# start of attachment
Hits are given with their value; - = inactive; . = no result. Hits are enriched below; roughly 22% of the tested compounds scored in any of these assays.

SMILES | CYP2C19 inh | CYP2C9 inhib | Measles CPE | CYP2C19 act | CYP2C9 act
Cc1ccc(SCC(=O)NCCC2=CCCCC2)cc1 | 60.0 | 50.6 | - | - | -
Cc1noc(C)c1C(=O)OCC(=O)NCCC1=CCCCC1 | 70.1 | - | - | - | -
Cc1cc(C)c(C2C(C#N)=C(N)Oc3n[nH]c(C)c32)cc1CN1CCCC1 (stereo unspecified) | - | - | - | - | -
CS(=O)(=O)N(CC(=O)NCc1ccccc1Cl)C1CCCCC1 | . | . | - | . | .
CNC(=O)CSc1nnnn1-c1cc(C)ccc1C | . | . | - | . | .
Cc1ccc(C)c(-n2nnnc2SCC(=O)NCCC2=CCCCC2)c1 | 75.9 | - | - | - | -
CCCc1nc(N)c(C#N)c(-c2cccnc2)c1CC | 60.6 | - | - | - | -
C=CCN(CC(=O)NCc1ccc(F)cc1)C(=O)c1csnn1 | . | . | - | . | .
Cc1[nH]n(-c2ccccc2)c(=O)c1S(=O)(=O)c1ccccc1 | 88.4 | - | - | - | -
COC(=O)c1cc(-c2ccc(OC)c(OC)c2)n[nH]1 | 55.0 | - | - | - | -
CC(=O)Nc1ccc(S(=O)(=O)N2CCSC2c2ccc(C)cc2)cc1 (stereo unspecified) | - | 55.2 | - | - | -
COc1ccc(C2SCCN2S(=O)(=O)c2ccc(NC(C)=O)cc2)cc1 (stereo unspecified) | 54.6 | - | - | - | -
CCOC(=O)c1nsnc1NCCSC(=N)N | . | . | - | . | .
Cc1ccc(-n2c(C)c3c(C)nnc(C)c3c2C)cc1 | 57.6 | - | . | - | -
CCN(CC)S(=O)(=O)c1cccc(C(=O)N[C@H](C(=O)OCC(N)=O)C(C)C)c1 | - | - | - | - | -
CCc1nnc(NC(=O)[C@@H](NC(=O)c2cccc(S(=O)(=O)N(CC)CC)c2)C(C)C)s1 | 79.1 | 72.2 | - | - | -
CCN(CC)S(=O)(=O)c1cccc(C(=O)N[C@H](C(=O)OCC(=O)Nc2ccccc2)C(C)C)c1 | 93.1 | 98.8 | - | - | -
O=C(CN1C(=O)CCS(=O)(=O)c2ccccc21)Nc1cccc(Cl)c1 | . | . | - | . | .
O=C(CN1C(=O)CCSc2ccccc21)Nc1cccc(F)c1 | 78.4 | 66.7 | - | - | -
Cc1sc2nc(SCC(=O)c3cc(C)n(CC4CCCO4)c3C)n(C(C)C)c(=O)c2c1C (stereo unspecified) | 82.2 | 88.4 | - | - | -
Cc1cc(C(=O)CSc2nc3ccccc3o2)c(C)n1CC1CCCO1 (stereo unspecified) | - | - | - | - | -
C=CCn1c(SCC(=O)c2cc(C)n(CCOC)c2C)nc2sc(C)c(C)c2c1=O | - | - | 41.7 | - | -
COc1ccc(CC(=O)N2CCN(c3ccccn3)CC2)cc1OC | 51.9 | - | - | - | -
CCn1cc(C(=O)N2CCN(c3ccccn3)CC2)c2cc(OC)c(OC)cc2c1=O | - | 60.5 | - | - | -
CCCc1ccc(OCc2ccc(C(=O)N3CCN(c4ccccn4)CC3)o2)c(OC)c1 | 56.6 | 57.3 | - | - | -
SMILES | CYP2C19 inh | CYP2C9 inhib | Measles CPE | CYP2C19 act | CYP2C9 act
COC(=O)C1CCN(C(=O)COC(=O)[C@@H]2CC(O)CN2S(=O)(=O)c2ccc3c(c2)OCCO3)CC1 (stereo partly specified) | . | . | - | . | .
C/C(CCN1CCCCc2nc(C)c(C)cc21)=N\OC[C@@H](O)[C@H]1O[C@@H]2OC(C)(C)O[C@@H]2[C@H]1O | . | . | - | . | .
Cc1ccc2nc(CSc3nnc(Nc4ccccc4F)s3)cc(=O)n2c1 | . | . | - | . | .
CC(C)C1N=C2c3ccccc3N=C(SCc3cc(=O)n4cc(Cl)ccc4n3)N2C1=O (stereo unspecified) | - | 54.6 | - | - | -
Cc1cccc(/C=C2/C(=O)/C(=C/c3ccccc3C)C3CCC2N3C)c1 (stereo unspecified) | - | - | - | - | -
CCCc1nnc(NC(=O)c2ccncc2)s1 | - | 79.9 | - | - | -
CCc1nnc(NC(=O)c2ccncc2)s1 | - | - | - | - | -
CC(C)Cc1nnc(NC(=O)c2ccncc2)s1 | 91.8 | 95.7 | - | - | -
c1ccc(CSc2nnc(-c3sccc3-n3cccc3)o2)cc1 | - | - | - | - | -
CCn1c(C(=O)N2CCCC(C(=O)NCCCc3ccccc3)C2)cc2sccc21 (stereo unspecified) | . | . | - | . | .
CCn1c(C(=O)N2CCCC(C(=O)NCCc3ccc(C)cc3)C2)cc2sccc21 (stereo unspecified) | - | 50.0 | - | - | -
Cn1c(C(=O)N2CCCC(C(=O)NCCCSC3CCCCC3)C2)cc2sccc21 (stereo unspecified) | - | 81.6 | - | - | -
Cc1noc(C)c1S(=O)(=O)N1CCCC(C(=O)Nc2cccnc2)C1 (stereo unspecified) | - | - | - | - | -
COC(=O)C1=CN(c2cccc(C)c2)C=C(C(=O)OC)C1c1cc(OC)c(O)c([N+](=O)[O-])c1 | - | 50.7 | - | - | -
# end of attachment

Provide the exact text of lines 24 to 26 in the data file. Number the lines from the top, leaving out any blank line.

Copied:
C=CCn1c(SCC(=O)c2cc(C)n(CCOC)c2C)nc2sc(C)c(C)c2c1=O | - | - | 41.7 | - | -
COc1ccc(CC(=O)N2CCN(c3ccccn3)CC2)cc1OC | 51.9 | - | - | - | -
CCn1cc(C(=O)N2CCN(c3ccccn3)CC2)c2cc(OC)c(OC)cc2c1=O | - | 60.5 | - | - | -